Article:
Sunday, December 9, 2012

Cafe Boheme 20.10.12

A short film made by Alastair Uhlig at the Cafe Boheme in Soho, 20.10.12.

Tuesday, October 9, 2012

Cross Purpose Blues

I was busking in Portobello Road on October 5th when a fellow with a very professional looking camera asked if he could film me. This was the result.

Wednesday, July 25, 2012

Can: The Lost Tapes

What should be a major event in the life of a Can fan find turns out to be strangely disappointing. It's pretty common knowledge (certainly amongst fans) that all those classic albums from "Monster Movie" in 1969 through to 1974's "Soon Over Babaluma" (arguably their last really good album) were the result of Holger Czukay's editing skills. Their modus operandi - much like Miles Davis's from the same period - was to record absolutely everything and then leave it to Holger to edit it down and down and down until it sounded like a record. It's a great way to make records (I managed to have a go at being involved in the process myself with the first Lunar Dunes record). 

So anyway, all these years later, here come selected edits of what was left on the cutting room floor. 3 cd's worth - or, if you like, six LP's worth of unheard classic era Can to sift through. With all that music, it's impossible to make any snap decisions but a couple of random observation made whilst listening through might be of interest to fellow Can people.

Holger made the right decisions. Well, duh! But it's worth pointing out. You can hear the germs and embryos of many classic tracks in the brewing ("Spoon", "Mother Sky" to name but two) and in each case it just makes you want to listen to what Holger actually put out. 

Malcolm Mooney had a great voice but it can be really annoying. He was a mental patient, after all. When he gets a phrase between his teeth you surely know it, and know it, and know it.....

Jaki Liebezeit's drumming is a constant delight. It always was and it still is. Without him, so much of this stuff would be quite unlistenable. His crisp professionalism is, in some ways, what prevents Can at their wackiest from entering the realms of mystery that their great rivals Faust routinely occupied during the same period. But they could get right out there and no mistake. Some of this music is very extreme. But I find something lacking in it. It's distanced from the listener somehow. It has that Germanthing of nailing it to the floor and labelling it even when what it is is beyond description. Perhaps that's why I ultimately prefer Faust - they never gave a damn about any of that Stockhausen malarkey.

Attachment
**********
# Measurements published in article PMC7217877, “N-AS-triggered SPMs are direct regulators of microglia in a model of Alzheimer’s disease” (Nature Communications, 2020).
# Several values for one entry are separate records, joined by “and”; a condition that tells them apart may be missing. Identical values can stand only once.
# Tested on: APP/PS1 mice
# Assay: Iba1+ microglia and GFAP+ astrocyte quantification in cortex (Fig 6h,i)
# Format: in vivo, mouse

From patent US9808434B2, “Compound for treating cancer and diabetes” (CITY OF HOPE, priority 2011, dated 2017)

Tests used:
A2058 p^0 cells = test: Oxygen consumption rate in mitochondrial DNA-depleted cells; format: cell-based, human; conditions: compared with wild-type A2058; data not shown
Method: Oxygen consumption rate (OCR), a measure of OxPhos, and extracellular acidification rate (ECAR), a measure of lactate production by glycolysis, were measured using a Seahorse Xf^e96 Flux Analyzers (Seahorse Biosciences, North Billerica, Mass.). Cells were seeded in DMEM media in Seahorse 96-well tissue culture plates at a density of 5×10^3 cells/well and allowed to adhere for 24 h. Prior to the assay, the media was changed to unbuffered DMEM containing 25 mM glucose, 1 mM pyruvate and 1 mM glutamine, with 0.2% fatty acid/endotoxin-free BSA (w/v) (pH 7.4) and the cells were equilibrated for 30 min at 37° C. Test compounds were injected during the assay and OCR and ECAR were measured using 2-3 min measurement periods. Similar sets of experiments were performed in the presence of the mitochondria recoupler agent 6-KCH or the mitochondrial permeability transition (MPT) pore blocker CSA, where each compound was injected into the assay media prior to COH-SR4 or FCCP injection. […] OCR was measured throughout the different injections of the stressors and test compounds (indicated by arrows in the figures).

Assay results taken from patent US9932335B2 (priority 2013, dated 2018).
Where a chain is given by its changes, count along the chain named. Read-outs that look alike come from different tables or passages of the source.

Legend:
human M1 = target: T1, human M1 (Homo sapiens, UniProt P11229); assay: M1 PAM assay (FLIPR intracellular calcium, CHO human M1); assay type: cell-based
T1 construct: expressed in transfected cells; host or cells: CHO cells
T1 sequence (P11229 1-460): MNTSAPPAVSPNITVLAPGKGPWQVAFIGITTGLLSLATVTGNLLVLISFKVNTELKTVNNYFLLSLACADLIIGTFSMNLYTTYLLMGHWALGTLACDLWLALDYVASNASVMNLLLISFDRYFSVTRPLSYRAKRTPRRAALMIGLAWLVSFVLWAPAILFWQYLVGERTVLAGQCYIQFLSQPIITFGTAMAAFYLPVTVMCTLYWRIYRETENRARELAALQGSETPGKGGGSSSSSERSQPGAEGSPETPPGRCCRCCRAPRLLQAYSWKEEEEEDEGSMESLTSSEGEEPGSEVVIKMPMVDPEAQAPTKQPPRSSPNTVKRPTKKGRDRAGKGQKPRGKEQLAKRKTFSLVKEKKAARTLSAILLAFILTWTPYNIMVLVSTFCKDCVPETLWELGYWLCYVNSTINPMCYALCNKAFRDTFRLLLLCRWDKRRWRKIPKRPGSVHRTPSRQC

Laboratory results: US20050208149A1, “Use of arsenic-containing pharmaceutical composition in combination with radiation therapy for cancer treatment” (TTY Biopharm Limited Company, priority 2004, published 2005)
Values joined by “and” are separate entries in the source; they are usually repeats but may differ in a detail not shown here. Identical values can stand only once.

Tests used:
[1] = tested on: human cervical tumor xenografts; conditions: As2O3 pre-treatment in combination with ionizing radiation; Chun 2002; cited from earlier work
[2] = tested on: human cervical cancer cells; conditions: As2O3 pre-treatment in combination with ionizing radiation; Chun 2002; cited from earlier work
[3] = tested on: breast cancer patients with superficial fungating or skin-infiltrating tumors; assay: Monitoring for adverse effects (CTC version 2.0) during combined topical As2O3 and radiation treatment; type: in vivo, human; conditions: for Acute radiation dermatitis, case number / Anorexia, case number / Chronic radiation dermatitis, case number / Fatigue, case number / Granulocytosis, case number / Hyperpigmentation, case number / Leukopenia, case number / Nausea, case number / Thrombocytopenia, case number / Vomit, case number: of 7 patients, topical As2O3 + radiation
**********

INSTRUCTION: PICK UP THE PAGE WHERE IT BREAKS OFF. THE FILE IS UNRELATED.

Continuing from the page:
But Can could be extremely funky (in a way Faust never could) and when they get their hands around a funk groove they make every other European band sound plain silly (well, let's face it, a lot of them sounded pretty silly anyway). Holger Czukay was a marvellous bassist and Can's demise as a vital force can be directly plotted next to his growing disinterest in the instrument - as he became more and more concerned with texture and atmosphere, ironically the texture and atmosphere became one of increasingly subtle blandness.

Essential purchase? A bit like The Beatles "Anthologies", if you're a fan you will have to have it, but you probably won't play it very often.

Friday, May 18, 2012

Soundcloud/ Facebook page

I have put some of my tracks up on Soundcloud. Please do have a listen:

I have also created a Facebook for my work, here:

Thursday, May 10, 2012



Nidge was a fool who talked nonsense nearly all the time
He was maddening, infuriating, sometimes boring but never dull
He was kind, he was generous, he was warm, he was genuine
He was hilariously funny
He was an enthusiast
He was a dreamer and a fantasiser – spinning lines no one could believe but himself
He was a self-deprecating egotist, he laughed at himself and encouraged others to do likewise
He was religious, he was a blasphemer, he was a Christian and a Pagan – a superstitious man who habitually took absurd needless risks
He was an idealist and a sinner who respected purity and who sought it in his own fashion
He was a drunkard, a drug addict and an abstainer
He was a bad poet who read and loved good poetry
He was a bad singer who listened well, an abominable musician who loved music with all his heart
He was a fine solo dancer, ostentatious and un-self-conscious, with graceful arms and hands – even when completely plastered
He was swayed by flattery and longed for praise and was deeply embarrassed by both
He wrote stories for children
He was imaginative
He loved animals and refused to eat them
He was an innocent
He was a natural leader who never sought to lead, whose friends included many followers
He was an instigator and a rebel, an anarchist with no interest in politics, an historian with a selective memory
He was a fighter and a pacifist on the front line, a rioter and a magnet for police and thieves
He was always scrupulously honest in criminal matters
He was supremely gregarious, an excellent host and a fine cook
He was spontaneous and impulsive
He was always broke and always lending money
He was a lover and a husband and a father
He was a carpenter and a provider, a scholar and a bum
He was completely unreliable and utterly dependable and trustworthy
He was tall and thin, ungainly, with a huge shock of flaming red hair
He was completely English and he considered himself a Celt